Influence of Age and Type 1 Diabetes Mellitus on Serological Test for Celiac Disease in Children

Pediatr Gastroenterol Hepatol Nutr. 2021 Mar;24(2):218-229. doi: 10.5223/pghn.2021.24.2.218.Epub 2021 Mar 4.

Anshu Maheshwari 1 2 3, Zhaoping He 1 2, Melissa Nicole Weidner 1 2 4, Patrick Lin 1 2 5, Ryan Bober 2 6, Fernando J Del Rosario 1 2


Author information

  • 1Department of Pediatrics, Division of Gastroenterology, Hepatology and Nutrition, Nemours/Alfred I. duPont Hospital for Children, Wilmington, DE, USA.
  • 2Department of Pediatrics, Sidney Kimmel College of Medicine, Philadelphia, PA, USA.
  • 3Department of Pediatrics, University of Illinois College of Medicine in Peoria and Children's Hospital of Illinois, Peoria, IL, USA.
  • 4Department of Pediatrics, Robert Wood Johnson University Hospital, New Brunswick, NJ, USA.
  • 5Department of Pediatrics, Lehigh Valley Reilly Children's Hospital, Allentown, PA, USA.
  • 6Department of Pediatrics, Weill Cornell Medicine, New York, NY, USA.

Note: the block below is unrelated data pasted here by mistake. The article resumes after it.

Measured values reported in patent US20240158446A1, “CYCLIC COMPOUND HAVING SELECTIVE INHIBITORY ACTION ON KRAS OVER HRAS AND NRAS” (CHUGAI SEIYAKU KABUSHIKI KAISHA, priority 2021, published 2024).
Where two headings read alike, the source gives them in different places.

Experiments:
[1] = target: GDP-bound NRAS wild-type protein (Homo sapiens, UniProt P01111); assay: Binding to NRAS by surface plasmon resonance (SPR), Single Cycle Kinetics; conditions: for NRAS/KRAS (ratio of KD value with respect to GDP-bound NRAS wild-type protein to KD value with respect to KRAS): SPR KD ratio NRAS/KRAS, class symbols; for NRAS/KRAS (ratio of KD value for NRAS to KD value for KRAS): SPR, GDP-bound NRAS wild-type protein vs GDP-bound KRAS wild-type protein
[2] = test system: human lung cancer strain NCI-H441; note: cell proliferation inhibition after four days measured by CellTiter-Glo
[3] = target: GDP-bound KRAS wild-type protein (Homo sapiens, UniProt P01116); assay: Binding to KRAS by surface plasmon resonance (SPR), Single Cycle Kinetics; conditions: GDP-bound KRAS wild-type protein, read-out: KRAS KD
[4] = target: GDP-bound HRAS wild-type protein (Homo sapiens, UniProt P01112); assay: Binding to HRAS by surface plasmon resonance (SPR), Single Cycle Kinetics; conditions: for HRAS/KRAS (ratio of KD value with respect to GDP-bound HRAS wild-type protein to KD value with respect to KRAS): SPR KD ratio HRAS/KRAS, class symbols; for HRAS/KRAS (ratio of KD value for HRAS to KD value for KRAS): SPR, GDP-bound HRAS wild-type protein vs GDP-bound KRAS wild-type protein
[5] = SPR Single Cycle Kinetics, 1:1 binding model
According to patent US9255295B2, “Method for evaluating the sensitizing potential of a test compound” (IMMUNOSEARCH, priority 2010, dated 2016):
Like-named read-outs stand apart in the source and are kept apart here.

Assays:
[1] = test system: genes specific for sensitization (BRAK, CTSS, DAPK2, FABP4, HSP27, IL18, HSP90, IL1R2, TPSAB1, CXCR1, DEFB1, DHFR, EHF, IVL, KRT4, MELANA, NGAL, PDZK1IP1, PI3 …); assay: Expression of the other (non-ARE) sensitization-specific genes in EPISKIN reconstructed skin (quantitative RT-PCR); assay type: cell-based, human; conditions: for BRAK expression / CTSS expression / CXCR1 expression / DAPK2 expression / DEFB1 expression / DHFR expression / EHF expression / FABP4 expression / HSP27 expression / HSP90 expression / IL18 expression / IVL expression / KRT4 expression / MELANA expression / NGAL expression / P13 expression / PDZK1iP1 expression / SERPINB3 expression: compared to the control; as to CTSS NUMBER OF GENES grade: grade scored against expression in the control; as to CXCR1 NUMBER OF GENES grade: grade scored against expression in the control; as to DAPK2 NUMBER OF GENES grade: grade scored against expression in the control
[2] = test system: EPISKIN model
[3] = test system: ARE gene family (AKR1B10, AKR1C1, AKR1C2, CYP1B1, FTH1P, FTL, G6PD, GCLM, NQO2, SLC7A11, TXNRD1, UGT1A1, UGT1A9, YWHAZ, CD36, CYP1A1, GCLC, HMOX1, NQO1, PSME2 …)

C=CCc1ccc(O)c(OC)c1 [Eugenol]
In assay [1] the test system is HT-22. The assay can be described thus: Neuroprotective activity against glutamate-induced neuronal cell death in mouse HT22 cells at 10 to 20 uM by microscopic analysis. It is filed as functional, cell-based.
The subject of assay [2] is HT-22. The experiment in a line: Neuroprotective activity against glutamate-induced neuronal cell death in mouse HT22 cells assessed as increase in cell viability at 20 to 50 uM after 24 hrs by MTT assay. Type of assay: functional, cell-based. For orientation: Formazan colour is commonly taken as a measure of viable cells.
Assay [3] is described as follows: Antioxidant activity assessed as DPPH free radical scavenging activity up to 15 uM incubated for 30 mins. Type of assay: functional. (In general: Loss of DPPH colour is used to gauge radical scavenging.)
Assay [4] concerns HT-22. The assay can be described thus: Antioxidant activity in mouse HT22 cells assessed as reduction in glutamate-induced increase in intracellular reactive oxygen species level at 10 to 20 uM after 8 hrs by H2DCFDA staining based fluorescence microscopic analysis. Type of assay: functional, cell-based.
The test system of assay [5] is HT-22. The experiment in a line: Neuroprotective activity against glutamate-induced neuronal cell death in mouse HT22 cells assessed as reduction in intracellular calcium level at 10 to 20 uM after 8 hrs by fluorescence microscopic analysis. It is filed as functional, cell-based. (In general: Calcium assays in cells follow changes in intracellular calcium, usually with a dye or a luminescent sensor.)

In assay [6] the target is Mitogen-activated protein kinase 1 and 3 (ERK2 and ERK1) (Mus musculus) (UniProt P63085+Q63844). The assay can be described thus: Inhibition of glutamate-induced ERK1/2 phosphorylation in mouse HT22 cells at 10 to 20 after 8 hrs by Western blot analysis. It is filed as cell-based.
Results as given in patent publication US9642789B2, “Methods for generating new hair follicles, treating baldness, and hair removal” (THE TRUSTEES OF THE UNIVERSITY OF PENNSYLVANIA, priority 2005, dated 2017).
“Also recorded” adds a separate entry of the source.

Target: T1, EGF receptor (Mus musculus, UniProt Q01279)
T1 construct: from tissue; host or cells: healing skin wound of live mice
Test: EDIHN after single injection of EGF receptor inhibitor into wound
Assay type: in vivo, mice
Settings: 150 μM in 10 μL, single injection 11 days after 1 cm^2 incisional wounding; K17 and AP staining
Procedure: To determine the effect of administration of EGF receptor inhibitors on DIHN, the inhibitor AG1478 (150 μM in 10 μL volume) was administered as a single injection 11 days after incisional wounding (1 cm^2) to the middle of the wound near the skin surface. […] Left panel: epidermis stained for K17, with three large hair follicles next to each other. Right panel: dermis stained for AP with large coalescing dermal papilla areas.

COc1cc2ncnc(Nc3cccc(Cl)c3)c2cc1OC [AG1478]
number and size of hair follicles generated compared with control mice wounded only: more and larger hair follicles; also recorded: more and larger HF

Purpose: Serological tests of tissue transglutaminase (TTG) and deamidated gliadin (DGP) antibodies for celiac disease diagnosis show conflicting correlation with histology in young children and in type 1 diabetes mellitus (T1DM). Tests' ability to predict histology and cutoff values based on age and T1DM was evaluated.

Methods: A retrospective study of children who had celiac serological tests between 6/1/2002 and 12/31/2014 at a pediatric hospital.

Results: TTG IgA displayed similar results in predicting histology between <4.0 and ≥4.0 years age groups with sensitivity 98% and 93%, and specificity 88% and 86%, respectively. In children <4.0 years old, sensitivity for DGP antibodies was 100% and specificity 94%; in ≥4.0 years age groups, sensitivity was 60%, 88% for DGP IgA and IgG and specificity 95%, 96%, respectively. TTG IgA had low specificity in patients with T1DM compared with non-T1DM, 42% vs. 91%. Positive TTG IgA with normal histology was associated with higher T1DM prevalence at 36% compared with negative tests at 4%. Finally, the TTG IgA cutoff value was higher in T1DM at 36 vs. 16.3 units in non-T1DM. DGP IgG cutoff showed similar values between age groups; TTG IgA and DGP IgA cutoffs were lower in <4.0 years at 8.3 and 11.9 units than ≥4.0 years at 23.4 and 19.9, respectively.

Conclusion: TTG IgA is sufficient for the <4.0 years age group and DGP antibodies had no advantage over TTG IgA in older children. The cutoff value to determine a positive TTG IgA should be higher for children with T1DM.

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